Letters Written by Lord Chesterfield to His Son (With Notes) [NOOK Book]

Overview

This collection of letters comprises more than 400 letters written beginning in 1737 or 1738 and continuing until his son's death in 1768. The majority of the letters were written between 1746 and 1754. They are mostly instructive letters on such subjects as geography, history, and classical literature. Later letters, written when the author had become an established minor diplomat, deal largely with political matters.

The letters were first ...
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Letters Written by Lord Chesterfield to His Son (With Notes)

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Overview

This collection of letters comprises more than 400 letters written beginning in 1737 or 1738 and continuing until his son's death in 1768. The majority of the letters were written between 1746 and 1754. They are mostly instructive letters on such subjects as geography, history, and classical literature. Later letters, written when the author had become an established minor diplomat, deal largely with political matters.

The letters were first published by his son's widow Eugenia Stanhope in 1774. The Letters are brilliantly written, full of elegant wisdom, of keen wit, of admirable portrait-painting, of exquisite observation and deduction. In the Letters to his Son Chesterfield epitomises the restraint of polite 18th-century society.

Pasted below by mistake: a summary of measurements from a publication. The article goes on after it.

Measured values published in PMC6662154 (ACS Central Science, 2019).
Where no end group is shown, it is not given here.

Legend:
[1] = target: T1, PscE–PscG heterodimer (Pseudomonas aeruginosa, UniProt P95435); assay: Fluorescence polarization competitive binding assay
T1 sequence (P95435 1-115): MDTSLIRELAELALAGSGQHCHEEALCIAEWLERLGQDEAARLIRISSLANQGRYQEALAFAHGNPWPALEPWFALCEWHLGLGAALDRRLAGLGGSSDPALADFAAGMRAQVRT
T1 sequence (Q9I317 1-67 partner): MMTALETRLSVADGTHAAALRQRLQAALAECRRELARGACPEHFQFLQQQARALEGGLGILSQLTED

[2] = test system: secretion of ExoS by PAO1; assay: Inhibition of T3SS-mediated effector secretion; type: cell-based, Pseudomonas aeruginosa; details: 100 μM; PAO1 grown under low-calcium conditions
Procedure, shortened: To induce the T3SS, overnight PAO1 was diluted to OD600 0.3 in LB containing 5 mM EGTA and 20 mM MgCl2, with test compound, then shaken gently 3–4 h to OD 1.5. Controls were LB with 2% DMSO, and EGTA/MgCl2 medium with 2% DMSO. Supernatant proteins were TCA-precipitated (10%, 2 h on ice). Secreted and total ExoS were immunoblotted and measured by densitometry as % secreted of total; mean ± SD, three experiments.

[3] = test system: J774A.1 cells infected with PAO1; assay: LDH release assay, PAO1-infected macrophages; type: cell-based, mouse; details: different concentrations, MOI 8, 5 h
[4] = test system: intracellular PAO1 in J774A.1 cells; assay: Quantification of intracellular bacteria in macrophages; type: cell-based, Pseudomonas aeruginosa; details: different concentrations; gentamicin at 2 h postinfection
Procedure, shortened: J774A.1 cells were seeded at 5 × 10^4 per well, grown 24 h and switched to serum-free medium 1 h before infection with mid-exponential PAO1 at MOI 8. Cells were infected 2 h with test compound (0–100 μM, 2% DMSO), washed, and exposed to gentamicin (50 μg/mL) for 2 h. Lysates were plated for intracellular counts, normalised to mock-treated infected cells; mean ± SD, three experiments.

It is a singular fate that has overtaken Lord Chesterfield. One of the more important figures in the political world of his time; one of the few Lord-Lieutenants of Ireland whose name was afterwards respected and admired; the first man to introduce Voltaire and Montesquieu to England; and the personal acquaintance of men like Addison and Swift, Pope and Bolingbroke; the ally of Pitt, and the enemy of three Georges; though he married a king's daughter and took up the task of the world's greatest emperor.

Yet, the record of his actions has passed away, and he is remembered now only by an accident. Lord Chesterfield lives by that which he never intended for publication, his letters, while that which he published has already passed from the thoughts of men. It is one more example of the fact that our best work is that which is our heart's production. We have Lord Chesterfield's secret, and it bears witness to the strength of that part of him in which an intellectual anatomist has declared him to be deficient a criticism which is but another proof of that which has been somewhere said of him, that he has had the fate to be generally misunderstood. Yet nothing is more certain than that Lord Chesterfield did not mean to be anything but inscrutable. "Dissimilation is a shield," he used to say, "as secrecy is armour." "A young fellow ought to be
wiser than he should seem to be, and an old fellow ought to seem wise whether he really be so or not."

It is still worth while attempting to solve the problem which is offered to us by his inscrutability, not only on its own account, but because Lord Chesterfield is a representative spirit of the eighteenth century.